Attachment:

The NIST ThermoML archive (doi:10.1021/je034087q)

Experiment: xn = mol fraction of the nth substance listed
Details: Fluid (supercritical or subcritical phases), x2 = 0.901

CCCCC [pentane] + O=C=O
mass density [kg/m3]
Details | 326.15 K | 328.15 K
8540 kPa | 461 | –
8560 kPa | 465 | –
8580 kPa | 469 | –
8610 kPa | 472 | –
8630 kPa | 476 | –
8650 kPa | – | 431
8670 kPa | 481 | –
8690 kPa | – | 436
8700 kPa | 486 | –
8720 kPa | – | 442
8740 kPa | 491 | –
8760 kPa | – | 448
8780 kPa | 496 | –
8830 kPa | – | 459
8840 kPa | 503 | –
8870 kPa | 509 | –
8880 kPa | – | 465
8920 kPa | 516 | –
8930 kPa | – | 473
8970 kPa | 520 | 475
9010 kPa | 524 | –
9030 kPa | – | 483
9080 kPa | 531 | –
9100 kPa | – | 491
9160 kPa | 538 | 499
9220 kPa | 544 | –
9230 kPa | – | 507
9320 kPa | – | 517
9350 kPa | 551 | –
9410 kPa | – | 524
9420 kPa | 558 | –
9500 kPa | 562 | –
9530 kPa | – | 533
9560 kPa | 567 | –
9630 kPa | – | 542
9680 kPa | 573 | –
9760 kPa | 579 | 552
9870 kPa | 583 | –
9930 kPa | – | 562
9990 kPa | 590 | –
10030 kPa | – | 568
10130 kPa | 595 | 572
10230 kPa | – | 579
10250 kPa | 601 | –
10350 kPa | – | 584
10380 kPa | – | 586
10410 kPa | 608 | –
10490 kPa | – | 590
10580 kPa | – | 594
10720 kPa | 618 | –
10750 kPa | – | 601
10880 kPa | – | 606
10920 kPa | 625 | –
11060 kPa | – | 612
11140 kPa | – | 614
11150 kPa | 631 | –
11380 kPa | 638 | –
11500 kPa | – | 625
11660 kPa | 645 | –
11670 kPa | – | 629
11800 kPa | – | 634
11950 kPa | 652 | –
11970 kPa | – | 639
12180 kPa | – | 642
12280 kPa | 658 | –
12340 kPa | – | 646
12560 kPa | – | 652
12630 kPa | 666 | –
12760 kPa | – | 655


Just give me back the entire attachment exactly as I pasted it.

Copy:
The NIST ThermoML archive (doi:10.1021/je034087q)

Experiment: xn = mol fraction of the nth substance listed
Details: Fluid (supercritical or subcritical phases), x2 = 0.901

CCCCC [pentane] + O=C=O
mass density [kg/m3]
Details | 326.15 K | 328.15 K
8540 kPa | 461 | –
8560 kPa | 465 | –
8580 kPa | 469 | –
8610 kPa | 472 | –
8630 kPa | 476 | –
8650 kPa | – | 431
8670 kPa | 481 | –
8690 kPa | – | 436
8700 kPa | 486 | –
8720 kPa | – | 442
8740 kPa | 491 | –
8760 kPa | – | 448
8780 kPa | 496 | –
8830 kPa | – | 459
8840 kPa | 503 | –
8870 kPa | 509 | –
8880 kPa | – | 465
8920 kPa | 516 | –
8930 kPa | – | 473
8970 kPa | 520 | 475
9010 kPa | 524 | –
9030 kPa | – | 483
9080 kPa | 531 | –
9100 kPa | – | 491
9160 kPa | 538 | 499
9220 kPa | 544 | –
9230 kPa | – | 507
9320 kPa | – | 517
9350 kPa | 551 | –
9410 kPa | – | 524
9420 kPa | 558 | –
9500 kPa | 562 | –
9530 kPa | – | 533
9560 kPa | 567 | –
9630 kPa | – | 542
9680 kPa | 573 | –
9760 kPa | 579 | 552
9870 kPa | 583 | –
9930 kPa | – | 562
9990 kPa | 590 | –
10030 kPa | – | 568
10130 kPa | 595 | 572
10230 kPa | – | 579
10250 kPa | 601 | –
10350 kPa | – | 584
10380 kPa | – | 586
10410 kPa | 608 | –
10490 kPa | – | 590
10580 kPa | – | 594
10720 kPa | 618 | –
10750 kPa | – | 601
10880 kPa | – | 606
10920 kPa | 625 | –
11060 kPa | – | 612
11140 kPa | – | 614
11150 kPa | 631 | –
11380 kPa | 638 | –
11500 kPa | – | 625
11660 kPa | 645 | –
11670 kPa | – | 629
11800 kPa | – | 634
11950 kPa | 652 | –
11970 kPa | – | 639
12180 kPa | – | 642
12280 kPa | 658 | –
12340 kPa | – | 646
12560 kPa | – | 652
12630 kPa | 666 | –
12760 kPa | – | 655